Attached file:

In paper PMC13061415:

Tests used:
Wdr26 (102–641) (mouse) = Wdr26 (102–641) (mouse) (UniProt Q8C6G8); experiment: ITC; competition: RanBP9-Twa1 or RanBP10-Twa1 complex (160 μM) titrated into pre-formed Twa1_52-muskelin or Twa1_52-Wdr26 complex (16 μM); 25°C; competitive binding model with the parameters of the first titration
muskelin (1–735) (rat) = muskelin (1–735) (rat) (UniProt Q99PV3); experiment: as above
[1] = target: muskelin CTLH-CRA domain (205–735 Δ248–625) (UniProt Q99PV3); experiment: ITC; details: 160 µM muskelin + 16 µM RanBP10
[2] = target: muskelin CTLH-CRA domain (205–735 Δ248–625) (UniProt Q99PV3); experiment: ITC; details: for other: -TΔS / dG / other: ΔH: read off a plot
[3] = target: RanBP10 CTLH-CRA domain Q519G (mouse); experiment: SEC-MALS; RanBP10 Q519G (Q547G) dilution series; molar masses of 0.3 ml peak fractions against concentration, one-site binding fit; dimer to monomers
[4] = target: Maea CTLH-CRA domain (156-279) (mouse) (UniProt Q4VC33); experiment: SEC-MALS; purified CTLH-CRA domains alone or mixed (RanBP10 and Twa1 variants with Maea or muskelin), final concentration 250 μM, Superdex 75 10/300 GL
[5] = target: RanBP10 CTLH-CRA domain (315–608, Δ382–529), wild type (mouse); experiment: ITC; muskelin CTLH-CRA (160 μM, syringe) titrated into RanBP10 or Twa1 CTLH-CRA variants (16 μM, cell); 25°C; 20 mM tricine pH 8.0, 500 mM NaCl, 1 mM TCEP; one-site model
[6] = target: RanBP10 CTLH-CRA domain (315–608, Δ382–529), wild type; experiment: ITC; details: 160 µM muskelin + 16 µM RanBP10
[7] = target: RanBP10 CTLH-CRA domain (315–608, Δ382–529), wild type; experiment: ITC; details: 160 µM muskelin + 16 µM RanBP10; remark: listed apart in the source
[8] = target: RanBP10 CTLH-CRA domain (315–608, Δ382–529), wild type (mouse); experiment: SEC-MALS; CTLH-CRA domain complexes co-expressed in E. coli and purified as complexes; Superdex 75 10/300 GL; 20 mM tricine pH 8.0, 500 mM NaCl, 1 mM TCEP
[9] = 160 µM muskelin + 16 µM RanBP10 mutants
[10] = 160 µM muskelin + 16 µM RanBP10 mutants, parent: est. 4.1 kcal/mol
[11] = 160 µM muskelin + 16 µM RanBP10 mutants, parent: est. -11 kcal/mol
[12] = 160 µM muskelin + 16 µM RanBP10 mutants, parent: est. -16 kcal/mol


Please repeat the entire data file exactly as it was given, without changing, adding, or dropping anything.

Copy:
In paper PMC13061415:

Tests used:
Wdr26 (102–641) (mouse) = Wdr26 (102–641) (mouse) (UniProt Q8C6G8); experiment: ITC; competition: RanBP9-Twa1 or RanBP10-Twa1 complex (160 μM) titrated into pre-formed Twa1_52-muskelin or Twa1_52-Wdr26 complex (16 μM); 25°C; competitive binding model with the parameters of the first titration
muskelin (1–735) (rat) = muskelin (1–735) (rat) (UniProt Q99PV3); experiment: as above
[1] = target: muskelin CTLH-CRA domain (205–735 Δ248–625) (UniProt Q99PV3); experiment: ITC; details: 160 µM muskelin + 16 µM RanBP10
[2] = target: muskelin CTLH-CRA domain (205–735 Δ248–625) (UniProt Q99PV3); experiment: ITC; details: for other: -TΔS / dG / other: ΔH: read off a plot
[3] = target: RanBP10 CTLH-CRA domain Q519G (mouse); experiment: SEC-MALS; RanBP10 Q519G (Q547G) dilution series; molar masses of 0.3 ml peak fractions against concentration, one-site binding fit; dimer to monomers
[4] = target: Maea CTLH-CRA domain (156-279) (mouse) (UniProt Q4VC33); experiment: SEC-MALS; purified CTLH-CRA domains alone or mixed (RanBP10 and Twa1 variants with Maea or muskelin), final concentration 250 μM, Superdex 75 10/300 GL
[5] = target: RanBP10 CTLH-CRA domain (315–608, Δ382–529), wild type (mouse); experiment: ITC; muskelin CTLH-CRA (160 μM, syringe) titrated into RanBP10 or Twa1 CTLH-CRA variants (16 μM, cell); 25°C; 20 mM tricine pH 8.0, 500 mM NaCl, 1 mM TCEP; one-site model
[6] = target: RanBP10 CTLH-CRA domain (315–608, Δ382–529), wild type; experiment: ITC; details: 160 µM muskelin + 16 µM RanBP10
[7] = target: RanBP10 CTLH-CRA domain (315–608, Δ382–529), wild type; experiment: ITC; details: 160 µM muskelin + 16 µM RanBP10; remark: listed apart in the source
[8] = target: RanBP10 CTLH-CRA domain (315–608, Δ382–529), wild type (mouse); experiment: SEC-MALS; CTLH-CRA domain complexes co-expressed in E. coli and purified as complexes; Superdex 75 10/300 GL; 20 mM tricine pH 8.0, 500 mM NaCl, 1 mM TCEP
[9] = 160 µM muskelin + 16 µM RanBP10 mutants
[10] = 160 µM muskelin + 16 µM RanBP10 mutants, parent: est. 4.1 kcal/mol
[11] = 160 µM muskelin + 16 µM RanBP10 mutants, parent: est. -11 kcal/mol
[12] = 160 µM muskelin + 16 µM RanBP10 mutants, parent: est. -16 kcal/mol